Most Americans agree. In a recent poll we conducted, 69 percent said, “A nominee should have to get the support of at least 60 of the 100 senators.” Just 29 percent believe, “When the president nominates a justice to the Supreme Court it should take the votes of only 51 of the 100 senators to confirm the nominee and make them a Supreme Court justice.”
In short, a supermajority of the electorate backs a supermajority to confirm a Supreme Court nomination.
It’s a view shared by Democrats and Republicans, liberals and conservatives.
Supermajorities are appealing because Americans believe in government by consensus. If a nominee can’t muster 60 votes in the Senate, there is not a sufficient consensus to put that person on the Court for life. If the president does not believe a candidate can meet the 60-vote threshold, he should not submit the nomination. If the president finds out during the course of hearings and debate that a candidate will not garner 60 votes, he should withdraw the nomination.
Frankly, I'd love to see that polling data, because I'm suspicious of such in-house polls.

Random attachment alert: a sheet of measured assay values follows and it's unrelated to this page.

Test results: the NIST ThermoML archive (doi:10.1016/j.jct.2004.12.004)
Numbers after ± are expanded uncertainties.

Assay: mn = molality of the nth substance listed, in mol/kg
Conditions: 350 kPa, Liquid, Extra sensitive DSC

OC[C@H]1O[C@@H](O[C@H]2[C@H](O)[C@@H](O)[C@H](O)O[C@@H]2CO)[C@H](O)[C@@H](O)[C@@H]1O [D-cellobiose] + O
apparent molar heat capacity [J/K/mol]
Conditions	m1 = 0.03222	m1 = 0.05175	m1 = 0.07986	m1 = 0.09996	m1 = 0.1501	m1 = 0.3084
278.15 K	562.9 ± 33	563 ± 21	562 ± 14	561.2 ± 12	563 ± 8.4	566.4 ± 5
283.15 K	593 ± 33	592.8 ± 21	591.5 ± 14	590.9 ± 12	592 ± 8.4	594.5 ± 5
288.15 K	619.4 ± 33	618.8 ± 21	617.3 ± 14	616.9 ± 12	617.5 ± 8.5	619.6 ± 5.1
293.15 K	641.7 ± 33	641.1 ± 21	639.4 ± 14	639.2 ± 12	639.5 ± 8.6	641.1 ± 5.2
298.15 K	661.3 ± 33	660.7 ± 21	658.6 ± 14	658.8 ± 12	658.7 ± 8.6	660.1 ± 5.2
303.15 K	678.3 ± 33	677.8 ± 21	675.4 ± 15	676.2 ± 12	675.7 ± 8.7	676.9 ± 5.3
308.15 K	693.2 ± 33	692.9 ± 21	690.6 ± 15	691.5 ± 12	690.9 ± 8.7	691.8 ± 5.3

But setting the question of the veracity and reliability of Mellman's poll and the partisan nature of his arguments (including ad hominem attacks on Clarence Thomas, Orrin Hatch, and Bill Frist), there is a bigger question -- is a supermajority really desirable for Supreme Court nominations? It might be, but Mellman fails to make a clear case for them, so interested is he in bashing his political opponents.
What Mellman also fails to do is consider the actual Constitutional requirement for confirmation, as set out by the Constitution in Article II, Section 2, Clause ii.
He shall have Power, by and with the Advice and Consent of the Senate, to make Treaties, provided two thirds of the Senators present concur; and he shall nominate, and by and with the Advice and Consent of the Senate, shall appoint Ambassadors, other public Ministers and Consuls, Judges of the supreme Court, and all other Officers of the United States, whose Appointments are not herein otherwise provided for, and which shall be established by Law: but the Congress may by Law vest the Appointment of such inferior Officers, as they think proper, in the President alone, in the Courts of Law, or in the Heads of Departments.
Right there you have it. The Constitution itself does not set out a supermajority requirement. It in fact does precisely the opposite, excluding the confirmation of "Judges of the supreme Court" (as well as appointments to executive branch offices) from the supermajority requirement set for the ratification of treaties. The standard for confirmation is therefore clearly set by our founding document, the supreme law of the land, as a majority vote. There is no interpretation needed, because the requirement is right there. End of discussion.
Now is there a way to change the number of votes required for confirmation as a"Judge of the supreme Court"? Yes, there is. It is found in Article V.